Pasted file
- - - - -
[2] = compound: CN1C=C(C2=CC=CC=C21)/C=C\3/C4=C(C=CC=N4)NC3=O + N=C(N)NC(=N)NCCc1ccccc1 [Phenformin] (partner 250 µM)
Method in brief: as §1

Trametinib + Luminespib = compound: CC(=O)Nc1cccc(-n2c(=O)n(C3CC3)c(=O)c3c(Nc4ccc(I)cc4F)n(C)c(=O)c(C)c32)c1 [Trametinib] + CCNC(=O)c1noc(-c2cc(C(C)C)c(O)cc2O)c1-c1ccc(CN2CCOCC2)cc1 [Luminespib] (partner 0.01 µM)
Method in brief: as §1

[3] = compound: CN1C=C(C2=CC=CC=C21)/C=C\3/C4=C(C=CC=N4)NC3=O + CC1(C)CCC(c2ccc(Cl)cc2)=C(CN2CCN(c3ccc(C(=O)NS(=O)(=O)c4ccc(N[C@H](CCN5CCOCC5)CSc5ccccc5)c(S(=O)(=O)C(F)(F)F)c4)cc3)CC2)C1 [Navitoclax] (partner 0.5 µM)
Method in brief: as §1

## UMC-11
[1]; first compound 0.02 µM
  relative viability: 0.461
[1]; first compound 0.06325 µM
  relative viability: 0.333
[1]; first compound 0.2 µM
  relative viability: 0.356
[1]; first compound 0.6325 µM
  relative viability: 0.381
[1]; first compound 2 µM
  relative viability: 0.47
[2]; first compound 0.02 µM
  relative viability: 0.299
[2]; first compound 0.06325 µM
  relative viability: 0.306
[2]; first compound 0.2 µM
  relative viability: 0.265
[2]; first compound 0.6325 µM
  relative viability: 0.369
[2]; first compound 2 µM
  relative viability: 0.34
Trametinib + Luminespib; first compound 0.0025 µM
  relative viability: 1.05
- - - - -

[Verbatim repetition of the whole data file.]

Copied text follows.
[2] = compound: CN1C=C(C2=CC=CC=C21)/C=C\3/C4=C(C=CC=N4)NC3=O + N=C(N)NC(=N)NCCc1ccccc1 [Phenformin] (partner 250 µM)
Method in brief: as §1

Trametinib + Luminespib = compound: CC(=O)Nc1cccc(-n2c(=O)n(C3CC3)c(=O)c3c(Nc4ccc(I)cc4F)n(C)c(=O)c(C)c32)c1 [Trametinib] + CCNC(=O)c1noc(-c2cc(C(C)C)c(O)cc2O)c1-c1ccc(CN2CCOCC2)cc1 [Luminespib] (partner 0.01 µM)
Method in brief: as §1

[3] = compound: CN1C=C(C2=CC=CC=C21)/C=C\3/C4=C(C=CC=N4)NC3=O + CC1(C)CCC(c2ccc(Cl)cc2)=C(CN2CCN(c3ccc(C(=O)NS(=O)(=O)c4ccc(N[C@H](CCN5CCOCC5)CSc5ccccc5)c(S(=O)(=O)C(F)(F)F)c4)cc3)CC2)C1 [Navitoclax] (partner 0.5 µM)
Method in brief: as §1

## UMC-11
[1]; first compound 0.02 µM
  relative viability: 0.461
[1]; first compound 0.06325 µM
  relative viability: 0.333
[1]; first compound 0.2 µM
  relative viability: 0.356
[1]; first compound 0.6325 µM
  relative viability: 0.381
[1]; first compound 2 µM
  relative viability: 0.47
[2]; first compound 0.02 µM
  relative viability: 0.299
[2]; first compound 0.06325 µM
  relative viability: 0.306
[2]; first compound 0.2 µM
  relative viability: 0.265
[2]; first compound 0.6325 µM
  relative viability: 0.369
[2]; first compound 2 µM
  relative viability: 0.34
Trametinib + Luminespib; first compound 0.0025 µM
  relative viability: 1.05